Flipping Latkes

My first introduction to latkes, those little patties of fried potato deliciousness, came soon after my mother and stepfather got married. I don’t remember if it was our very first December as a family, or if it was a couple of years later, but I know that Bubbie (my stepfather’s mother) spent all day making them – one of the rare times she ventured into our kitchen for anything more than hot water.

She peeled and shredded and fried for hours, and we got to eat the results.

Now, I’d thought I knew what potato pancakes were, because my grandfather, pancake guru that he was, used to make pancakes that were either part mashed potato, or part leftover baked potato (whatever was available) mixed with regular batter. I remember loving it when I bit into a chunk of potato.

But these were the real thing, the pure thing. Not just potato pancakes, but pancakes made entirely from potato (well, maybe a dash of milk, a bit of flour, seasonings, and an egg). The point is, I was expecting something more like the pancakes I’d grown up with, and less like a really tasty, far less oily (no, really) version of an Arby’s potato cake.

Bubbie never made latkes for us again – from scratch. All subsequent acknowledgements of Hanukkah involved help from the nice people at Manischewitz and their onion-flavored mix (it comes in gluten free, too). We still had applesauce and sour cream, but there was a lot less work.

Since then, I’ve made latkes from scratch exactly once, and let me assure you that once was absolutely enough. I cheated and used a food processor, but then, who wouldn’t? (I also had a minion who did a good portion of the peeling, showing off his skills with a paring knife in the process. Never, ever, try to make latkes for a couple of dozen people without the assistance of a minion. This is essential.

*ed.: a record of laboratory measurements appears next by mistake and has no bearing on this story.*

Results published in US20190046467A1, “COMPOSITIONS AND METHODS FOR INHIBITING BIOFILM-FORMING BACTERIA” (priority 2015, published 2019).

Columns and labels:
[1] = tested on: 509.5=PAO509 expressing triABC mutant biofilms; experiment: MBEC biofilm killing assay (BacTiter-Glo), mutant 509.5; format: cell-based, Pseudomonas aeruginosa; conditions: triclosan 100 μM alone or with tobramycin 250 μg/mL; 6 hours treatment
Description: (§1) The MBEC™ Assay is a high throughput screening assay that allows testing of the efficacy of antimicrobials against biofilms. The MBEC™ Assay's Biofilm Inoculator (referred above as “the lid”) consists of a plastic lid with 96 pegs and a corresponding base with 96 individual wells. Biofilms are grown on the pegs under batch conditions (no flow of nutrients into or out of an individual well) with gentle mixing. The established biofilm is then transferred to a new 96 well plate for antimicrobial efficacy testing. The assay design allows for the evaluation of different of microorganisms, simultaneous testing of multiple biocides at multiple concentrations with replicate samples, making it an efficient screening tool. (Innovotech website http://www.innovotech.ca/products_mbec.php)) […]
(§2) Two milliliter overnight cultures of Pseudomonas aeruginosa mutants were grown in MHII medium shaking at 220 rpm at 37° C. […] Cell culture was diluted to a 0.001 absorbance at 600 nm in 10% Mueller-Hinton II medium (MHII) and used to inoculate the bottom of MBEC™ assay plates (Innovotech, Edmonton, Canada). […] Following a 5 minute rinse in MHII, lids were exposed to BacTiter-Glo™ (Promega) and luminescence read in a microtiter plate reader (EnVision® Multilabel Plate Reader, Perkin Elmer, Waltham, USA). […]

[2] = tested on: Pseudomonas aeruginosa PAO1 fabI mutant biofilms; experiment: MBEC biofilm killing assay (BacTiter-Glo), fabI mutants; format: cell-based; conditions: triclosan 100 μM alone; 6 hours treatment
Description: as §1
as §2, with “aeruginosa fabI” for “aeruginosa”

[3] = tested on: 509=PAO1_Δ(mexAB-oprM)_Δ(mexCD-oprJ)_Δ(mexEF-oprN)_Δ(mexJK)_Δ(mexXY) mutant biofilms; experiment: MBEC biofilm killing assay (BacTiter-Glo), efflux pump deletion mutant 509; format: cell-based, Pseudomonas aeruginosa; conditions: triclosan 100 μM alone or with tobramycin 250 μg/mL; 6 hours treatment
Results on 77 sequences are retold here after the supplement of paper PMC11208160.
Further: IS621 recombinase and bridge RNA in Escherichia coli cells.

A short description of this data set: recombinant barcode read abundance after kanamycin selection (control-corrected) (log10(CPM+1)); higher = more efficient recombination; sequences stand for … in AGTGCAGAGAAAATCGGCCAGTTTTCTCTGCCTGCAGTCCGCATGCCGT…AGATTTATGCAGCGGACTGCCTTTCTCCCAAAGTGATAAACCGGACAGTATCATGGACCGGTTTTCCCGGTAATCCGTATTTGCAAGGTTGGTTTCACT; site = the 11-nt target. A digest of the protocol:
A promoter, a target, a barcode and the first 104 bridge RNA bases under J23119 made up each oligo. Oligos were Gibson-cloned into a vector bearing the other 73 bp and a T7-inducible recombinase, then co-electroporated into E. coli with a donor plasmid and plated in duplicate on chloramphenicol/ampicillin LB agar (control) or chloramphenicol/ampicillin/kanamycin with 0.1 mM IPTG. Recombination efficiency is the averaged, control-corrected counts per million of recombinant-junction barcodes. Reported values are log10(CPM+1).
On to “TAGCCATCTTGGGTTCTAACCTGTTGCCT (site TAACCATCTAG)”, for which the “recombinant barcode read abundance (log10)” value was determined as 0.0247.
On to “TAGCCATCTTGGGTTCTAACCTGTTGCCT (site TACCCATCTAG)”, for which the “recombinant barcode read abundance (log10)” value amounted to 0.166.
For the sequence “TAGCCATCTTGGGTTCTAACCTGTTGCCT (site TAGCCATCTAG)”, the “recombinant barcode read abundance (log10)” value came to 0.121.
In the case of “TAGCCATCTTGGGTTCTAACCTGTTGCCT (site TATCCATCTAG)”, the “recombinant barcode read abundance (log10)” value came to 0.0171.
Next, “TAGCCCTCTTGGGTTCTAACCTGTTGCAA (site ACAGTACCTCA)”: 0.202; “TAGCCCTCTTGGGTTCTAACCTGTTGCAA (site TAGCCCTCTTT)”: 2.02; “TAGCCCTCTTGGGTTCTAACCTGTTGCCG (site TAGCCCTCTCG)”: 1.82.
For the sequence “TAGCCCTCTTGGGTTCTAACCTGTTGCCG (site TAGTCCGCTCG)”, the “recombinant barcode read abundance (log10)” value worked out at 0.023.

I’m not Jewish, but that doesn’t mean I can’t like Jewish foods (I’m not Thai, Lebanese, Greek, Japanese, Chinese, Korean, Indian, French or Cajun either, but I like all of those foods – I’m a polyglot when it comes to cuisine.), so last year I bought a couple of boxes of latke mix. I made some at home, and brought the rest with me when we went to visit my parents in Mexico. I don’t remember if it was Christmas night (because we’d had a huge brunch and weren’t hungry until pretty late at night), or one of the others, but we had a lovely late-night supper of latkes with applesauce, sour cream, and smoked salmon, while binge watching Call the Midwife on Netflix.

I haven’t bought any mix this year, but I might, because potato pancakes are a flavor I really love, and even though it’s unseasonably warm, it is December. Tonight, in fact, is the first night of Hanukkah, which is why I’m writing about flipping lattes. (It’s way easier to do than making crepes.). Maybe I’ll even serve them with smoked salmon again.

In the meantime, I’m nursing a cold, so I’m going to curl up in bed with tea and a good book.


Holidailies 2015

Wok’s It To Ya?

Spices from iStockPhoto

Pollen season has hit North Texas which means I either have itchy ears (yes, ears) and watery eyes, or I’m in a perpetual state of Benebriation (you know, that post-benadryl brain fog).

This means I sometimes have to schedule work around my need to sleep off the antihistamine haze.

It also means that quick and easy become the operative word for mealtimes.

Tonight? I cut two organic boneless, skinless chicken breasts into bite-sized pieces, threw them into the wok-pan (it’s not a true wok) with a bit of heated olive oil, and tossed them around til they were browned. Then I added a liberal slug or two of my favorite teriyaki sauce, Soy Vey, and let them simmer another ten minutes.

I’m about to add a bag of frozen “Asian-style” veggies to the pan, stick the lid on, and let it all cook together for another few minutes. We’ll eat when the veggies are hot through.

Should I be using fresh veggies? Yes. But when it’s just the two of us, the frozen veggie combos are more cost effective because we can’t use large quantities of fresh veggies quickly enough.

Dessert, in a few hours when we need a snack, will be sliced fresh strawberries tossed with balsamic vinegar, a bit of granulated sugar (cane sugar, of course), and accented with a dash of ground black pepper.

What’s on YOUR table tonight?

Moonlight and Guava Puree

If there were a diet pill that would change my blood chemistry so that mosquitoes would stop treating me like prime snacking material, I’d totally take it.